(Left to Right) Roger Greene and Chris Johnson accept the 2023 Outstanding Tree Farmer of the Year award for Great Pond Mountain Conservation Trust from Department of Agriculture Conservation & Forestry Commissioner Amanda Beal and Maine Tree Farm Program Chair Jesse Duplin (photo credit: Jim Britt/Maine DACF).

The Maine Tree Farm Committee is very pleased to announce that the Great Pond Mountain Conservation Trust, of Orland and Bucksport, is the 2023 Maine Outstanding Tree Farmer! The award was presented at the Agricultural Trades Show on January 11 by Amanda Beal, Commissioner of the Maine Department of Agriculture, Conservation and Forestry, and by Patty Cormier, the Director of the Maine Forest Service.

The Great Pond Mountain Conservation Trust is a land trust founded in 1993 to conserve land, water, and wildlife habitat for the communities of northwestern Hancock County. Their goal is to protect:

  • Wildlife habitat and biodiversity
  • Rural character and scenic beauty
  • Working forests and farms
  • Opportunities for outdoor recreation and education

The vision of the founders was to conserve the large, undeveloped area on and around Orland’s Great Pond Mountain, called the Wildlands. After an initial acquisition of 4200+ acres in 2005, the Wildlands has since grown to over 5000 acres. The original 4200 acres, which had been treated harshly by the previous owner, is now a textbook example of restoration forestry.

Roger Greene, a Maine forester and the Forest Science and Management Consultant to the Trust, puts it this way. “Though it’s an easy thing to say that it will take a long time for this forest to begin generating any level of sustainable income, it’s quite another thing to attempt to get there. The desired forest condition is a generally mature, all-aged forest with continuous cover, with balanced areas of new and advanced regeneration and a sustainable harvest rotation of perhaps 125 years.”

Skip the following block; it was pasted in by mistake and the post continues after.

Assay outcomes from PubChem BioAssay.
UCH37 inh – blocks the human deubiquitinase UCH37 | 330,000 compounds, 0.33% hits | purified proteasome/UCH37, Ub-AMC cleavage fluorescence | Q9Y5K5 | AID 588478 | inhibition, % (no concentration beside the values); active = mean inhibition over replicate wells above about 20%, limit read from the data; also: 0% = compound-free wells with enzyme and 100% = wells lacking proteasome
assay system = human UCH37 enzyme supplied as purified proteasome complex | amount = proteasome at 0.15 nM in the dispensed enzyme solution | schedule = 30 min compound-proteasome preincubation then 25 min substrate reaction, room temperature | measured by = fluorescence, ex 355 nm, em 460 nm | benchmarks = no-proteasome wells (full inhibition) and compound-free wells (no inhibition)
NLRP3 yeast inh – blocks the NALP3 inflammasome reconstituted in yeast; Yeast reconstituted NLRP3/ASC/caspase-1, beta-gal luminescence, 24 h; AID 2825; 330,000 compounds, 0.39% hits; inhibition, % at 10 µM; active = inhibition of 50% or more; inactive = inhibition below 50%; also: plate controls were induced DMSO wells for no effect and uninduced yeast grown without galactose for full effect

The landowning objectives of the Trust are:

  1. Maintain and enhance water yield quality and wildlife habitat.
  2. Provide a sustainable level of income from forest product sales to offset operating costs to the extent possible.
  3. Provide educational opportunities to schools, colleges, and the public
  4. Create and maintain access, trails, and scenic vistas for public recreation.
Woodland at Great Pond Mountain Conservation Trust

The goals align perfectly with the words on the four sides of the Tree Farm Sign: “Water, Wood, Wildlife, Recreation!”

In the past 15 years, the Trust has remained steadfast in its commitment to the rehabilitation of the land, with over 1300 acres of non-commercial thinning and numerous road and stream-crossing projects completed, and more on the way. These accomplishments are the result of many volunteer efforts, donations, and a partnership with the Natural Resources Conservation Service (NRCS). NRCS funds have been crucial to these efforts, as the next income-generating harvest will likely not occur for 30 to 35 years.

While working hard to renew the productivity of their woods, the Trust has kept the land open to the public for recreation use. The Trust has sponsored numerous events, both for professionals and for the local community. In addition to numerous forest tours, the Trust has made presentations to the Bucksport Garden Club, exhibited at the Maine Science Fair, hosted a Water Quality Workshop (with the University of Maine), a Forestry for Maine Birds workshop (with Maine Audubon), a two-part Penobscot Valley Senior College session, and a Forestry 101 4-week course (with Blue Hill Heritage Trust).  The Trust also sponsors trail maintenance and chainsaw safety workshops and maintains numerous interpretive signs on forestry and other topics.

All of these efforts and events serve to educate and inform people about sustainable forest management and the Maine Tree Farm Program. The Great Pond Mountain Conservation Trust is well-deserving of the title “2023 Maine Outstanding Tree Farmer!”

Maine Tree Farm sign at Great Pond Mountain Conservation Trust